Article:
WASHINGTON — The Tea Party movement is making a lot of noise, but the angry-at-government effort has yet to establish itself as a force that can determine the outcome of November's congressional elections. The key could be forging alliances with GOP candidates, but those involved in the movement in nearly every state are leery of that if not downright opposed.
"The day there's an organized Tea Party in Wisconsin," said Mark Block, who runs rallies in the state, "is the day the Tea Party movement dies."
The Associated Press reviewed Tea Party chapters across the country, interviewing dozens of local organizers and Democratic and Republican strategists to produce a portrait of the movement to date — and its prospects for tipping congressional elections this fall. Though it's far too early for any long-term verdict on the Tea Party movement — even defining what short-term success would be for its followers can be a challenge — the AP found that:
? The embryonic movement is not as much a force that drives public opinion as a reflection of it.
? Local chapters are underfunded, loosely aligned and often at odds with one another.
? The lack of a single leader, issue or strategic goal sets them apart from most politically potent movements.
America's Tea Party movement is a hodgepodge of barely affiliated groups, a home to the politically homeless, a fast-growing swath of citizens who are frustrated with Washington, their own state capitals and both major political parties. Most describe themselves as conservatives or libertarians. They rarely identify themselves as Democrats.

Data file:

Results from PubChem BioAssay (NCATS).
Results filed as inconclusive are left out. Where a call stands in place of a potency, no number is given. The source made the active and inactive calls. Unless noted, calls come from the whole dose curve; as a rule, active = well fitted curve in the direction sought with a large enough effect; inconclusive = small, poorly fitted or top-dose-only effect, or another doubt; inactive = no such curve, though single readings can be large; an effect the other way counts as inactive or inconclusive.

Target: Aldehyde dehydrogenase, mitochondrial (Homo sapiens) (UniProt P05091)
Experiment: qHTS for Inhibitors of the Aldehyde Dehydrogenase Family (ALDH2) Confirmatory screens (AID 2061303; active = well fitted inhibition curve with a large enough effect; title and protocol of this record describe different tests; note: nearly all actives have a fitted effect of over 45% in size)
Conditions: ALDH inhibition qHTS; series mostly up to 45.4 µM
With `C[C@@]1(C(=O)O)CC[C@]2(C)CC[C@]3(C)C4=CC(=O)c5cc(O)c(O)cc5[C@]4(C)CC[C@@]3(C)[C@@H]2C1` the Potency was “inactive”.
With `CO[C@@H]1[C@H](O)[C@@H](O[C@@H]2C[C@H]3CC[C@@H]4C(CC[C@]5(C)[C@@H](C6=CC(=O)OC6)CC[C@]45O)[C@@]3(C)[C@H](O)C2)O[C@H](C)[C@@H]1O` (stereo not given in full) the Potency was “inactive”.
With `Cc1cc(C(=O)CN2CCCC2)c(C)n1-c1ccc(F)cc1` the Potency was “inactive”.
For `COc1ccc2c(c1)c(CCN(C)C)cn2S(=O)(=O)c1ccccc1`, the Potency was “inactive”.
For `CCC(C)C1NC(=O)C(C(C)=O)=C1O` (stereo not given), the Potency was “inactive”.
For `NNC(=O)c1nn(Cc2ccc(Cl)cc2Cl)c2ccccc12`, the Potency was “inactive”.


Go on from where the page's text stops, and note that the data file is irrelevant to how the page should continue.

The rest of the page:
Last year's rise of the Tea Party movement closely tracked polls showing declining faith in government, confidence in the nation's future and approval of President Barack Obama and Congress. Government bailouts and Obama's trillion-dollar push to overhaul the U.S. health care system proved too much for people like Ralph Sprovier, a regional coordinator for Illinois Tea.
"We're regular people who are p---ed off at our government — period, end of story," said Sprovier. "Defend us, don't spend more than we have, get the budget balanced and listen to what we say."
But listening doesn't guarantee understanding. Tea Party movement regulars back candidates who support debt reduction. Or free markets. Or states' rights. Or civil liberties. Or tort reform. Or term limits. Or abolishing federal agencies. They champion some of these issues — but not always all of them — and sometimes many more. Generalizing the movement is a fool's errand.
This we know: The movement know how to produce crowds. Organizers use e-mail, social networking and other electronic tools to draw enormous numbers of disaffected Americans together.
But rally building is no big trick in the era of Twitter and Facebook, when people with cell phones can summon crowds for events as frivolous as snowball fights.
Beyond rallies, the movement thins out.
Too broke to buy a copy machine, a Tea Party group in Alaska plucked a copier from a landfill. A chapter in Kansas lost its only laptop and, with it, the group's membership list.
Unversed in media management, two local leaders suggested in a nationally broadcast interview that they favored abolishing Social Security. Democrats quickly assigned that view to the entire movement.
The organization seems strongest in places where lobbyists and GOP operatives like former House Majority Leader Dick Armey pull levers. Their involvement hardly squares with the anti-political sentiment that drives grass-roots activists like Bill Hennessy.
"I'm not into politics," the Missouri rally organizer says.
The Tea Party movement itself is not a political party — and there are no signs it ever will be.
"That's the beauty of it," said George Burton, a Minnesota electrician and history buff who dressed in period garb for a rally he organized in Brainerd, "We don't take any orders from anybody."
So what does that mean for November?
Republican strategists hope Tea Party groups will align with the GOP to defeat Democrats.
If they stay apart?
"The American experience is if you don't go through one of the two major parties or you don't home in on a single issue as a litmus test, it's very difficult to be impactful across the country," said Matt Schlapp, a White House political director in President George W. Bush's first term who currently advises congressional candidates.